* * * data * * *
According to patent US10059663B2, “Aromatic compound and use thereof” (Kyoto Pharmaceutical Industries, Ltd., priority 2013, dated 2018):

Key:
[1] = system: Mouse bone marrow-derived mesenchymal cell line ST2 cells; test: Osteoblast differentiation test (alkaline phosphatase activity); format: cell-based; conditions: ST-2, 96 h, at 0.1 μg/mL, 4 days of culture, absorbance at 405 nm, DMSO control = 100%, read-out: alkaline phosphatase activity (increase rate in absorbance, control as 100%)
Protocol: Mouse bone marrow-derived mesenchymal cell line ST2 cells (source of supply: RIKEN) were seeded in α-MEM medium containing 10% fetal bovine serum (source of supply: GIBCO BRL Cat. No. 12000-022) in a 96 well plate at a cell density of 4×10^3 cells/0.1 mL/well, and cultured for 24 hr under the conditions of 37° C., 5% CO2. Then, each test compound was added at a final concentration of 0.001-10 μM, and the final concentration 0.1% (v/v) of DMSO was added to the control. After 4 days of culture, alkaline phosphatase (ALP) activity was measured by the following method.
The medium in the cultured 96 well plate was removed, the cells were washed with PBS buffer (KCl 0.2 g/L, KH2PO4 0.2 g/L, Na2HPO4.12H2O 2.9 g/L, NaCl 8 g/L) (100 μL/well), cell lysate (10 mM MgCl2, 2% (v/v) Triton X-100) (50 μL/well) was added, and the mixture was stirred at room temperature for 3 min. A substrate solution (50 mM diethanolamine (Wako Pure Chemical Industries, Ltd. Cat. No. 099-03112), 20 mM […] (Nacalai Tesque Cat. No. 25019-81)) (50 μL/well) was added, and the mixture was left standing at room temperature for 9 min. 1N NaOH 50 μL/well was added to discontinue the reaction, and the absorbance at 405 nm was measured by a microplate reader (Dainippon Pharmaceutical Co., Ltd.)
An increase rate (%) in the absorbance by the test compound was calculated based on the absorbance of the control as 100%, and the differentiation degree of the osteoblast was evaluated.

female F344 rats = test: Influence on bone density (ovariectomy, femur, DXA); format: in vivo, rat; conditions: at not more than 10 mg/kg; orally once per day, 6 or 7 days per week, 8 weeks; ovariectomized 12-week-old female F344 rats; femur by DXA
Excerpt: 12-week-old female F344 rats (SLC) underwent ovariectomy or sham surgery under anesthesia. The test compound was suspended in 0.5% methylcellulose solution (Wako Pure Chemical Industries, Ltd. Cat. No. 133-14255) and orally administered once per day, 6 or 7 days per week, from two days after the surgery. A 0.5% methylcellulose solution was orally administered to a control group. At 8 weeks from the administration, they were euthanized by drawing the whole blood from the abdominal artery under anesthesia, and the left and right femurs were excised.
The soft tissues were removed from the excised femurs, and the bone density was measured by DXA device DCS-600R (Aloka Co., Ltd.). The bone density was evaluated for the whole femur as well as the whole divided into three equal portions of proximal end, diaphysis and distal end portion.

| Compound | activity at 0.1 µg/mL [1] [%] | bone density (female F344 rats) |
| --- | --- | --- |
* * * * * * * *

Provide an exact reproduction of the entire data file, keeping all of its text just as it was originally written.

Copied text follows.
According to patent US10059663B2, “Aromatic compound and use thereof” (Kyoto Pharmaceutical Industries, Ltd., priority 2013, dated 2018):

Key:
[1] = system: Mouse bone marrow-derived mesenchymal cell line ST2 cells; test: Osteoblast differentiation test (alkaline phosphatase activity); format: cell-based; conditions: ST-2, 96 h, at 0.1 μg/mL, 4 days of culture, absorbance at 405 nm, DMSO control = 100%, read-out: alkaline phosphatase activity (increase rate in absorbance, control as 100%)
Protocol: Mouse bone marrow-derived mesenchymal cell line ST2 cells (source of supply: RIKEN) were seeded in α-MEM medium containing 10% fetal bovine serum (source of supply: GIBCO BRL Cat. No. 12000-022) in a 96 well plate at a cell density of 4×10^3 cells/0.1 mL/well, and cultured for 24 hr under the conditions of 37° C., 5% CO2. Then, each test compound was added at a final concentration of 0.001-10 μM, and the final concentration 0.1% (v/v) of DMSO was added to the control. After 4 days of culture, alkaline phosphatase (ALP) activity was measured by the following method.
The medium in the cultured 96 well plate was removed, the cells were washed with PBS buffer (KCl 0.2 g/L, KH2PO4 0.2 g/L, Na2HPO4.12H2O 2.9 g/L, NaCl 8 g/L) (100 μL/well), cell lysate (10 mM MgCl2, 2% (v/v) Triton X-100) (50 μL/well) was added, and the mixture was stirred at room temperature for 3 min. A substrate solution (50 mM diethanolamine (Wako Pure Chemical Industries, Ltd. Cat. No. 099-03112), 20 mM […] (Nacalai Tesque Cat. No. 25019-81)) (50 μL/well) was added, and the mixture was left standing at room temperature for 9 min. 1N NaOH 50 μL/well was added to discontinue the reaction, and the absorbance at 405 nm was measured by a microplate reader (Dainippon Pharmaceutical Co., Ltd.)
An increase rate (%) in the absorbance by the test compound was calculated based on the absorbance of the control as 100%, and the differentiation degree of the osteoblast was evaluated.

female F344 rats = test: Influence on bone density (ovariectomy, femur, DXA); format: in vivo, rat; conditions: at not more than 10 mg/kg; orally once per day, 6 or 7 days per week, 8 weeks; ovariectomized 12-week-old female F344 rats; femur by DXA
Excerpt: 12-week-old female F344 rats (SLC) underwent ovariectomy or sham surgery under anesthesia. The test compound was suspended in 0.5% methylcellulose solution (Wako Pure Chemical Industries, Ltd. Cat. No. 133-14255) and orally administered once per day, 6 or 7 days per week, from two days after the surgery. A 0.5% methylcellulose solution was orally administered to a control group. At 8 weeks from the administration, they were euthanized by drawing the whole blood from the abdominal artery under anesthesia, and the left and right femurs were excised.
The soft tissues were removed from the excised femurs, and the bone density was measured by DXA device DCS-600R (Aloka Co., Ltd.). The bone density was evaluated for the whole femur as well as the whole divided into three equal portions of proximal end, diaphysis and distal end portion.

| Compound | activity at 0.1 µg/mL [1] [%] | bone density (female F344 rats) |
| --- | --- | --- |